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A Figgis (London, UK)

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To the Edge of the World: The Story of the Trans-Siberian Railway
To the Edge of the World: The Story of the Trans-Siberian Railway
Price: £4.72

11 of 14 people found the following review helpful
3.0 out of 5 stars underwhelmed, 11 Dec. 2013
As the previous reviewer says, this is "not the definitive story of the Trans-Siberian".

The book reads like a summary of previous books about the railway, rather than something new, and as a result I began to feel I should abandon it and instead read the books which the bibliography and endnotes say it is based on.

It feels very much like a book by a journalist, rather than a historian. It suffers from generalisations not backed up by anything more substantial than having appeared in previous books, and is sorely lacking in hard numbers; it is quite possible that they don't exist, but it I began to wonder whether the author's apparent desire to distance himself from "trainspotters" has made him reluctant to look into things in depth.

At times I found the text a bit plodding, or even repetitive; some editing might have helped, although I've read far worse.

On the plus side, the maps are better than is common in this kind of book.
Comment Comments (2) | Permalink | Most recent comment: Jun 19, 2014 4:22 AM BST

Tales from the Fast Trains: Europe at 186 mph
Tales from the Fast Trains: Europe at 186 mph
by Tom Chesshyre
Edition: Paperback
Price: £8.99

7 of 11 people found the following review helpful
2.0 out of 5 stars What I did at the weekend, 27 July 2011
Reading "Tales from the Fast Trains" makes me understand what a teacher must feel like when faced with a heap of essays each headed "What I did on my holiday" - but at least that would have a picture at the end.

In each chapter the author goes somewhere by train, gets a taxi to an upper-end hotel, has an uninteresting conversation with his girlfriend (either in person or by phone) then gets some grub, often from room service. The next day he wanders round the town and drinks white wine in a bar (even in Belgium, with all those wonderful local beers on offer). The author seems keen on hotel catering, and despite some quotes from tour guides or guide books less emerges about local character or features of interest than one could probably get from Wikipedia or a tourist brochure.

The book does perhaps highlight the very ordinariness of hopping on a 186 mph train and crossing under the Channel. While there is no shortage of increasingly contrived books on "how I unicycled up Everest wearing custard filled wellies" or "how I went somewhere and [my agent ensured that] I met all these crazzzzy people", TFTFT simply lacks anything very interesting to say; it is just someone giving a blow-by-blow account of his holidays wandering round foreign towns seemingly without having much planned in advance, and saying what anyone else would to their mate/girlfriend. TFTFT might have worked better as a series of shorter articles in a newspaper travel section - the author apparently works for The Times, so perhaps it was?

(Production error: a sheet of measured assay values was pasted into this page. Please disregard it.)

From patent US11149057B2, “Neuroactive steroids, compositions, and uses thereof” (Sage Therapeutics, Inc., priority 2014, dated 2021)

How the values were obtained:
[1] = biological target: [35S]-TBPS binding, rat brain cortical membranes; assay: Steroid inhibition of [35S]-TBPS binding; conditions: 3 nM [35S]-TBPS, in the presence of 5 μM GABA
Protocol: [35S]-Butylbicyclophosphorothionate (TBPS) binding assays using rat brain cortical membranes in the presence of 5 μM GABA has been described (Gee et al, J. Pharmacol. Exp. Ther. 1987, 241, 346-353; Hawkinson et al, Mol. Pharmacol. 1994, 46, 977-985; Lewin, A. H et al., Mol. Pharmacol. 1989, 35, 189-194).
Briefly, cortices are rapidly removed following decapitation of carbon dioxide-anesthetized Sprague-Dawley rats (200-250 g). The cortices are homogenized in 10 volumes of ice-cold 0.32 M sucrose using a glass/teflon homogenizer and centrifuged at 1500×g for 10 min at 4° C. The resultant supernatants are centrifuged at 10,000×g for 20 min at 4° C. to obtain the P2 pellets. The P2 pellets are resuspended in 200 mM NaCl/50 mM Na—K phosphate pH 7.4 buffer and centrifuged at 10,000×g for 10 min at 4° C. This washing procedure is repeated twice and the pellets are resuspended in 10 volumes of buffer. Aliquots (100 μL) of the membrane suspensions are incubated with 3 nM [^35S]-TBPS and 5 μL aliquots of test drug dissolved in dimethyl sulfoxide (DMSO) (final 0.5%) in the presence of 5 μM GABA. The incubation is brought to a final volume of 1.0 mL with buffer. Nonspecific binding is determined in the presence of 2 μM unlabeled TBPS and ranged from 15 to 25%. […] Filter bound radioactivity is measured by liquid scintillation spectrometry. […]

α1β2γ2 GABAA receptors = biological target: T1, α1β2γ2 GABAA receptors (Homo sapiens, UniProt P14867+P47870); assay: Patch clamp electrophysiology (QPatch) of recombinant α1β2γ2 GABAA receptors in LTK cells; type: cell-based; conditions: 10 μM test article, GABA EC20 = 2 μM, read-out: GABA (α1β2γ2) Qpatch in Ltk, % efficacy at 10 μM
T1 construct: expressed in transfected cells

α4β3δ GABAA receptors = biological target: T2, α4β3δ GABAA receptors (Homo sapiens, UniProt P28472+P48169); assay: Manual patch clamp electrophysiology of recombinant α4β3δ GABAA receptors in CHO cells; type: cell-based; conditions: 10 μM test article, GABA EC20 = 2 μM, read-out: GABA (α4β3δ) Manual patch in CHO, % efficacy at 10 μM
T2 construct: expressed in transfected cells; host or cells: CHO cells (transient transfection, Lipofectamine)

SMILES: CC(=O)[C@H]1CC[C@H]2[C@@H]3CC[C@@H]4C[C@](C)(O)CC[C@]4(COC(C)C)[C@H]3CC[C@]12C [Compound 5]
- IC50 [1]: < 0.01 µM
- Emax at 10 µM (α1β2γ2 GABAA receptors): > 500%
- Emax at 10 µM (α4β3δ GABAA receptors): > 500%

It makes no pretensions to be a "railway" book, and while each trip uses Eurostar some of the other trains used are not really high speed. I've got most of the way through it, and so far there is little discussion of the practicalities of international rail travel such as ticketing or journey planning. Few people will be surprised to learn that if you a foreigner getting a taxi from a station or hotel to an unknown location it can work out expensive, or that there are dodgy areas around some big city stations.

Perhaps the book might inspire someone who is still worried that a weekend away by Eurostar might be "too difficult", but I'd suggest they look up the Man in Seat 61, and then just go and see for themselves. As long as when they get back they don't expect me to care what their girlfriend said when they phoned her from their hotel.
Comment Comments (3) | Permalink | Most recent comment: Oct 8, 2013 6:11 PM BST

Adventures on the High Teas: In Search of Middle England
Adventures on the High Teas: In Search of Middle England
by Stuart Maconie
Edition: Paperback

4 of 8 people found the following review helpful
2.0 out of 5 stars Bland, 13 Sept. 2009
I went somewhere. There was some stuff there. Then I went somewhere else. There was some stuff there too. It has been on the telly, and I spoke to a shopkeeper who knew it has been on the telly. Then I went somewhere else. <Repeat until reader gives up in favour of something more interesting>

Poland (Lonely Planet Country Guides)
Poland (Lonely Planet Country Guides)
by Tom Parkinson
Edition: Paperback

20 of 21 people found the following review helpful
3.0 out of 5 stars Does the job, but there are better, 23 April 2006
Travel guide purchasing often comes down to a choice between Lonely Planet and Rough Guide, and the case of Poland, Lonely Planet is in second place.

On a week long visit to Poland in April 2006, carrying a copy of the Lonely Planet guide and accompanied by a friend who had the equivalent Rough Guide, we found the Rough Guide to be the superior volume.

Lonely Planet has the basic information on eating, drinking and sleeping, and there is little to choose between the two popular guides for those, but for history, culture and background information we found the Rough Guide to be far better. As well as being more readable, the Rough Guide also seemed to include more of the smaller but no less interesting towns where we ended up spending an hour or two between trains. A good few English- speaking visitors are likely to be in search of the steam trains of Wolsztyn, a town which doesn't get a mention in the Lonely Planet.

If there are two of you, take both books, but if you are just taking one book, then the Rough Guide is the one to go for.

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